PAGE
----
Cohen is introduced as “a novelist, a poet, an author, a singer” and he takes his time coming onstage. He lifts and cradles his guitar, with his back to the audience, and says a few words to the band. Then he turns to the crowd, adjusts the microphone and begins to softly talk to them, starting off with a brief story about his childhood and his father — who died when Cohen was nine years old — who loved the circus.
“He had a black mustache and a great vest and a pansy in his lapel,” Cohen says. “And he liked the circus better than I did.”
But there was one part of the circus that young Leonard loved, when the ringmaster would come out and ask the crowd to light matches, so that they might “locate one another” in the dark. Lerner’s camera searches the pitch-black field, picking up only a few flares here and there. Cohen remarks that there seem to be a lot of people who don’t have matches. He gazes out and observes, “It’s a large nation, but it’s still weak. Still very weak. It needs to get a lot stronger before it can claim a right to land.”
And then, very slowly, he begins to sing the words that Kristofferson once said he wanted as his epitaph: “Like a bird/on a wire/Like a drunk/in a midnight choir/I have tried/in my way/To be free ….” Some people speak blithely of “miracles,” mistaking statistical improbabilities for special acts of grace. Cohen is probably not a miracle, just an unlikely survivor of dangerous times.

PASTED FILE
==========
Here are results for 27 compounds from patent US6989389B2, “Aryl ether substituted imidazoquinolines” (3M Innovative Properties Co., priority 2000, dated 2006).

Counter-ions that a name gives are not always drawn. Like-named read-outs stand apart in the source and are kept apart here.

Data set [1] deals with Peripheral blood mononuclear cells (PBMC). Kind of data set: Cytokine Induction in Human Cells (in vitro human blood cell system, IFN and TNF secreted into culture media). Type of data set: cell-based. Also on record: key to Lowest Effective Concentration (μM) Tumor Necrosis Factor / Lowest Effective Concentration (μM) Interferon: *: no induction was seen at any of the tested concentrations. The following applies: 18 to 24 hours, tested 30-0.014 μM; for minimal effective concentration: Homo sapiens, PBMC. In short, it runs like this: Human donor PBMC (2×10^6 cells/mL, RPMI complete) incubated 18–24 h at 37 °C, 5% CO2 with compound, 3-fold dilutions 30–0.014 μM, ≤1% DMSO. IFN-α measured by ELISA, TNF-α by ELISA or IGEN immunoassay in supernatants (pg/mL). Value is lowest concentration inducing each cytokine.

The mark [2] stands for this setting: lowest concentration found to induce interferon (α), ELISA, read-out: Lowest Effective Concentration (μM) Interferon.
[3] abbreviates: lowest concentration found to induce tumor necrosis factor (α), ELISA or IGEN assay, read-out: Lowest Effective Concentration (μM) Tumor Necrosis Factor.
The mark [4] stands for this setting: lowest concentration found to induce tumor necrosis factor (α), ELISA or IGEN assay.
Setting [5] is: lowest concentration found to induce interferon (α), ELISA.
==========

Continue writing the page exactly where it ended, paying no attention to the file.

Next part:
It is difficult to imagine a poet — a writer more in the tradition of Mordecai Richler, Saul Bellow and Abraham Moses Klein than Mick Jagger — holding sway over a mob in these days of escalating sensations and callused sensibilities, when pop entertainment skews to the loud and vulgar.
Cohen was more energetic onstage in his last years than he ever was as a kid. He got funnier — lightening up even as his voice has darkened. He saw a lot of miles and acquired the seasoned timbre of an ancient violin.
His final crowds came to him grayheaded and pre-smitten. He didn’t have to tame them.
But nearly 50 years ago, he did just that. He quelled the waters. He communed with more than half a million. Call it what you want; he soothed them.
He soothed us.
And now he is gone. Another light gone out.
We are sore in need of matches.